Tax Deductions

Are you a master at saving receipts? Every year, we all have to pay taxes to someone, but working as your own business, you may have had to pay for things that were needed in direct correlation with you getting paid for a job. This does call for some creative thinking at times, to propose the idea of ‘what can be a tax deduction’. Before I go into this, PLEASE note I am not an accountant. I have worked as a contractor for most of my career in acting and voice talent work. The following only constitutes possibilities or ideas of deductions.

The best way to find out for sure is to have taxes done with a registered professional. I am going to share below what I have been able to deduct as a voice talent, and also an actor, and why. Here is a link listing odd tax deductions that people have tried before, and as funny as some of them may seem…when cash is tight, we all get very creative!

Out of all the deductions, this is the one voice talent should be careful with:

  • A home office that is not separate from other areas of living and entertainment space may not be considered a tax deduction. For example, if you record in a porta-booth in the same room as your television or bedroom.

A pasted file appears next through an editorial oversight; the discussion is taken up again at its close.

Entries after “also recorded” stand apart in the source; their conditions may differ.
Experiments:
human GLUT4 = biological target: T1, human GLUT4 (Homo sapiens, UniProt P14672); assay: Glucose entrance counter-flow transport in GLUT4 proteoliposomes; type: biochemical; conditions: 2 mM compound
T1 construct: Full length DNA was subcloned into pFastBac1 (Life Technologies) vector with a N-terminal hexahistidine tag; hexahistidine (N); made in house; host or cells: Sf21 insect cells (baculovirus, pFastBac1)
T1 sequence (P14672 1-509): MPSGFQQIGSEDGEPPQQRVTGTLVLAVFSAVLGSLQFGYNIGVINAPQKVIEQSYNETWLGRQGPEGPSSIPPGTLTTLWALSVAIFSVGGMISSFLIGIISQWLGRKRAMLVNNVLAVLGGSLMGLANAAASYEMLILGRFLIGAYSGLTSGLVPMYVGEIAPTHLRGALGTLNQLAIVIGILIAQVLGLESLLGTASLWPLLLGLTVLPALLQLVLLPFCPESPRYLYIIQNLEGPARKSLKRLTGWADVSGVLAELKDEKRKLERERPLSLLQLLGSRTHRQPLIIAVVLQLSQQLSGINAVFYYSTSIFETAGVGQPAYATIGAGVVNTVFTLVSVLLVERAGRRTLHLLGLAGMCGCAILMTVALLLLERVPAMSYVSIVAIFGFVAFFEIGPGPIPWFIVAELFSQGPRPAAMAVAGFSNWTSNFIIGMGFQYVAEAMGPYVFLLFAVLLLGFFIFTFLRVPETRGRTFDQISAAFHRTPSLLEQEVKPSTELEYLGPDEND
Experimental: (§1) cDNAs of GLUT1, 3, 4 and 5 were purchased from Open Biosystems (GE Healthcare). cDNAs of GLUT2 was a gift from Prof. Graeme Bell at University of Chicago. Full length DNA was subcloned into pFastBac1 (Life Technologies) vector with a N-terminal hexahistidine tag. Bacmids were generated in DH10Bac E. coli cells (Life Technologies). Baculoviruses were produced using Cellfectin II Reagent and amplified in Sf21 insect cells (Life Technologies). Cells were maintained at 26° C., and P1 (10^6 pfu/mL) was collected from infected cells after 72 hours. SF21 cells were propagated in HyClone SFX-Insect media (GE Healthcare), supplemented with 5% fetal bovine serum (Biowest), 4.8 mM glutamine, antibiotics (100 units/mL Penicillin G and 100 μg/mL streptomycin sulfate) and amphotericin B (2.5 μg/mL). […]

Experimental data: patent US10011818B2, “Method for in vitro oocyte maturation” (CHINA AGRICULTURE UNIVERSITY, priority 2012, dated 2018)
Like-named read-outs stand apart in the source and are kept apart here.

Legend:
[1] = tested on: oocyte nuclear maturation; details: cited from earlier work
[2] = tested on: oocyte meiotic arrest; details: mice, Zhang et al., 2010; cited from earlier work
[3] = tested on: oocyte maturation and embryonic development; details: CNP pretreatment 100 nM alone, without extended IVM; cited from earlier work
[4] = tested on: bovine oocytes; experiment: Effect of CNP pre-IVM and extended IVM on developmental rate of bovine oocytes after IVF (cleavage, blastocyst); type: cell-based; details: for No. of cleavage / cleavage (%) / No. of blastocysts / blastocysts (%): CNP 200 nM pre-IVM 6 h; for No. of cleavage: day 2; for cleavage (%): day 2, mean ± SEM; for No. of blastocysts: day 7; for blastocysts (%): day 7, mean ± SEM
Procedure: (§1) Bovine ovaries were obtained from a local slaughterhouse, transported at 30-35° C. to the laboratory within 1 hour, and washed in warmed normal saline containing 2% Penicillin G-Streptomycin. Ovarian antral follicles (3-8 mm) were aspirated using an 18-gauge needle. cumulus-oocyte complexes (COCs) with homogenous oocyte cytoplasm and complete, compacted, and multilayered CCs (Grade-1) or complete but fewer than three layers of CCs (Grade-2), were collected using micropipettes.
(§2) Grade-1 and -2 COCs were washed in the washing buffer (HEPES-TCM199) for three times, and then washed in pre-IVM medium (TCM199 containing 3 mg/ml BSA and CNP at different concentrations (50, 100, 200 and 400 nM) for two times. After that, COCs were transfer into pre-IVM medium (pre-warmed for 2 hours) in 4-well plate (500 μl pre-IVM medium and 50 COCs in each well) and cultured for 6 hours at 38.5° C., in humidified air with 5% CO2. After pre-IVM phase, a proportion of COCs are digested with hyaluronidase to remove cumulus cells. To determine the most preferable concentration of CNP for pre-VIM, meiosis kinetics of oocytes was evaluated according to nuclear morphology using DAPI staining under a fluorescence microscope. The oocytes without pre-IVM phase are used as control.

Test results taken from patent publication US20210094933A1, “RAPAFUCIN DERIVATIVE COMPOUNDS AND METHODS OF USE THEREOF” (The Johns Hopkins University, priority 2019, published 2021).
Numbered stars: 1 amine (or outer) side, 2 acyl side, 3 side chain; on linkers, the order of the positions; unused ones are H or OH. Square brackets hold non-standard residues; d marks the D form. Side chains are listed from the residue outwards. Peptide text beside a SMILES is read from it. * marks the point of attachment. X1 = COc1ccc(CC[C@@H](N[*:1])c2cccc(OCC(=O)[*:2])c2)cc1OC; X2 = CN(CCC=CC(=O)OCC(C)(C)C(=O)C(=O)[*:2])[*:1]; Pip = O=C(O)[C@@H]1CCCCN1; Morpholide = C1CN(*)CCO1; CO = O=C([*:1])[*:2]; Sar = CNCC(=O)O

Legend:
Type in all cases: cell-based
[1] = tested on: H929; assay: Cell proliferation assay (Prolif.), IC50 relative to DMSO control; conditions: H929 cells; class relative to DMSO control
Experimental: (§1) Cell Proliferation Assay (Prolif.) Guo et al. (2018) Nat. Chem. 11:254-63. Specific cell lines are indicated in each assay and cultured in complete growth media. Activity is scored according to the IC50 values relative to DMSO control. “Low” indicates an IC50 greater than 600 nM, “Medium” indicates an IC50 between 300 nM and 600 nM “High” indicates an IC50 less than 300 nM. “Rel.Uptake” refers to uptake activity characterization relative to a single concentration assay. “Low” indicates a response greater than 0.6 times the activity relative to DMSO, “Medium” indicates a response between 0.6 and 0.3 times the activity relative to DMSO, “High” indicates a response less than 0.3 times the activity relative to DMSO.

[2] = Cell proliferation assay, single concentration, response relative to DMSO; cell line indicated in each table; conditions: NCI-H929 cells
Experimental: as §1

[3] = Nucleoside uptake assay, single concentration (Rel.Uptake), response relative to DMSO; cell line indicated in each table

This is why I state voice talent should seek consultation with a tax accountant, before getting too creative with deductions. The key is that it has to tie directly into your income, meaning that you had to pay for it to do your job to make the income. These are tax deductions I have used in the past that were directly related to my income:

  • Haircut – Needed for commercial work
  • Headshots – Marketing expense
  • Paying for Voice123  – Marketing expense
  • Getting demo produced – Marketing expense
  • Memory upgrades, flash drives, new computers, subscription services – Equipment
  • Studio and equipment rental – Sometimes things break down, and we all have to buy the proper tools to get work.
  • Promotional materials – Did you pay someone to do work for you, in order to get work?
  • Working from home costs – Internet, cell, electricity and materials directly related to operating costs of your voice over business.

There could be more, but this is why I say, ‘Save receipts, and hire a professional to do your taxes’. They pay attention to changes in tax laws, and updates. It also is not a bad idea to shop around for to do your taxes. The main reason being is that tax accountants may get complacent with handling your taxes, and some accountants may be more aware of new deductions than others. Regardless, make sure it is someone you trust. My tax accountant clears his schedule for me because after years of being with him, he knows I will be giving him a hard time with my collection of receipts.

Note: Even though less than 2% of people paying taxes get audited, you still never want to have it happen to you.

NEXT: CHAPTER 9 – MYTHBUSTING

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